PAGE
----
The Covid-19 pandemic and political instability are disrupting economic activity. Private consumption has always been the biggest domestic demand driver and recent GDP growth has been attributed to job security.

However, job insecurity may now kick in, with businesses — especially those that are tourism-reliant and SMEs — closing down.

If spending confidence and consumption fall, business sentiment and revenue will be affected. Big-ticket items such as residential property will be secondary [considerations] , except for those who are financially confident.

The consumption of residential property is weakening in a market that is already in overhang. Tourism and retail of non-essentials have been severely impacted. Retail malls in sub-prime areas may see increasing vacancy rates and upcoming ones may expect a more difficult time securing tenants.

Consumption is expected to be feeble for this year owing to job insecurity, especially among locals. Investment appetite will remain weak for the short to medium term but optimistic in the long run.

Of utmost importance now is kick-starting the economy and the government should reach out to the daily-wage workers and self-employed as they are the most vulnerable group.

In the property market, the hospitality and F&B sectors should be given priority by providing them with more relief and discounts in the payment of utility bills.

It is a good time for the government to relook at some shopping malls that have low occupancy rates and provide more relief in terms of assessment rates.

The secondary market will be badly hit and the government should waive RPGT for a year to help smooth transactions.

The residential and office sectors will be challenging in the short to medium term, with pockets of opportunities.

For the retail and hotel sectors, this may be the time for future-proofing activities, such as renovations and upgrading, to place themselves in the driver’s seat when tourism activity finally resumes.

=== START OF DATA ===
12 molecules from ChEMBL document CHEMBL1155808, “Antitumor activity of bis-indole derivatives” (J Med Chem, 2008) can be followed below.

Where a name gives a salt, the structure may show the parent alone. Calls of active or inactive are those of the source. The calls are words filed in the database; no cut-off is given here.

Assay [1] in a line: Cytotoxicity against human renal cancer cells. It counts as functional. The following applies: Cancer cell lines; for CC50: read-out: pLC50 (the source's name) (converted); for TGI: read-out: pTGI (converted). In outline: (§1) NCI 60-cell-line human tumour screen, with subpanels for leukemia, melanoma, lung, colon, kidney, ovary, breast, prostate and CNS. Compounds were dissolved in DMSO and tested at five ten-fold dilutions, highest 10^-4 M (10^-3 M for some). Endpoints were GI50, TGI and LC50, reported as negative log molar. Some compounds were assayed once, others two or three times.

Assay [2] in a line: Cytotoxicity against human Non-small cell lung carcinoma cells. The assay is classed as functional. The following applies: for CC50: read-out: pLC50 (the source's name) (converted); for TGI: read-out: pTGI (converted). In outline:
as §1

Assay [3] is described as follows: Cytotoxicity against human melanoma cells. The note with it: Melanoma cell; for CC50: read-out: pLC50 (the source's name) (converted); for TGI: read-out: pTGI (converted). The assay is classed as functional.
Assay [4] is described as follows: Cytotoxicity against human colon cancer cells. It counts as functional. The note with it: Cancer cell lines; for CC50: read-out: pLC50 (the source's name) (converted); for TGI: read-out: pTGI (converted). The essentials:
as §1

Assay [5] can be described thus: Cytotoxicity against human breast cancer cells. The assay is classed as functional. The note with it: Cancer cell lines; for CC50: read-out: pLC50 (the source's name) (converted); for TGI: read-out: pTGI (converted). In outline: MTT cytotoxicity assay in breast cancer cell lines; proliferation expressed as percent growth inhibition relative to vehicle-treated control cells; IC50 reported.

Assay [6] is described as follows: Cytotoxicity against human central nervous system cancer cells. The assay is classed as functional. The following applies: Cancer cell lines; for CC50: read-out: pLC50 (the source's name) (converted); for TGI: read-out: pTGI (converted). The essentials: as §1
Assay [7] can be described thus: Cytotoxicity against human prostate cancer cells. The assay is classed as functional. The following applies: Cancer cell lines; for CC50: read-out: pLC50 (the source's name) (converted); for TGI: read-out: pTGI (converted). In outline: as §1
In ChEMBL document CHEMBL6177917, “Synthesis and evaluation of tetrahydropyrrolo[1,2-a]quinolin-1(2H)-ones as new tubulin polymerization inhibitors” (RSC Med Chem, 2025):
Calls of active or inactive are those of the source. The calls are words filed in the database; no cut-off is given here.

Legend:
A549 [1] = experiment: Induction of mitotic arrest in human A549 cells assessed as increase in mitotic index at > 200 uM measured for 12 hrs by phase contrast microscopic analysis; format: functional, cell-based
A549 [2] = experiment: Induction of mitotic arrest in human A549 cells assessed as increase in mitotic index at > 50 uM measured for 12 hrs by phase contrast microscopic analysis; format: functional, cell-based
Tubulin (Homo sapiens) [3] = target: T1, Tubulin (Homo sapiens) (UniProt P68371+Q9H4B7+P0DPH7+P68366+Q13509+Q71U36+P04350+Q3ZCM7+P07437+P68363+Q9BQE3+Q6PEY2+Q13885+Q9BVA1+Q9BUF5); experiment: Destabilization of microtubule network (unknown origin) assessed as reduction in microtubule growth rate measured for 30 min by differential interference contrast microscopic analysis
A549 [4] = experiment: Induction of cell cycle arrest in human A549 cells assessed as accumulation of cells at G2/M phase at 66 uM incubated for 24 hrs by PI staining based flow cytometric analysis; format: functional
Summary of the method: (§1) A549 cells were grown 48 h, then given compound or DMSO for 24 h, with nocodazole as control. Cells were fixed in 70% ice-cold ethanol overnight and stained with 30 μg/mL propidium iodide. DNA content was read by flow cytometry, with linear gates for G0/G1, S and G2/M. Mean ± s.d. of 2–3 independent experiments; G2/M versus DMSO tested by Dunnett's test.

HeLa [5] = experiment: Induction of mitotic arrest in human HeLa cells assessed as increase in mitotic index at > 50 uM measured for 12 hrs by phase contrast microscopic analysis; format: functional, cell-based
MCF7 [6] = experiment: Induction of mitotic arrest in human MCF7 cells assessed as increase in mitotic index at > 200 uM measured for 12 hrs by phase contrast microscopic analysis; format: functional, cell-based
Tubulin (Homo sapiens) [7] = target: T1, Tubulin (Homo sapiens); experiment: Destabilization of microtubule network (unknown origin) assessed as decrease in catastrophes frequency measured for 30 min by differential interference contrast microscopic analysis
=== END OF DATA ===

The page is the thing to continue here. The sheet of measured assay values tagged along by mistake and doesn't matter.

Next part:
There will be a temporary slowdown in the industrial sector and a likely wait-and-see situation. The manufacturing sector might be affected, but supply chain, logistics, warehousing and distribution hubs will perhaps play a more important role moving forward.


Photo by Kenny Yap/The Edge

Real Estate and Housing Developers’ Association Malaysia (Rehda) president Datuk Soam Heng Choon

The government has now allowed loans for individuals to be restructured, so buyers are advised to approach their mortgage bankers to ease their cash flow, if required.

Due to the downturn, the ringgit is badly affected and it will result in higher input costs as not all construction components are locally produced. The state governments can look at reducing premiums, development charges and all other compliance costs.

People’s confidence and consumer sentiment are low locally and globally as the focus is on putting food on the table. Those who invested heavily in the equity market would have been badly hit and bond yields are also at a record low.

For businesses to survive, the government needs to ensure there is continued cash flow. Hence, it should allow companies and developers to do restructuring and refinancing, and banks should not redraw credit facilities.

As the Movement Control Order (MCO) has been extended to a month and our Housing Development Act does not have a force majeure clause, the government should give a blanket extension to all projects affected by the MCO.

The government can ease cash flow for property developers by exempting payments of contribution charges [such as land premiums, quit rent, assessment and development charges, and contributions to various authorities like Indah Water Konsortium] and banks should waive interest for this period, even though the loans can be restructured.

We appeal to all state governments to reduce our input cost and help ease cash flow so as to enable developers to keep jobs, as sales can be challenging in the short and medium term.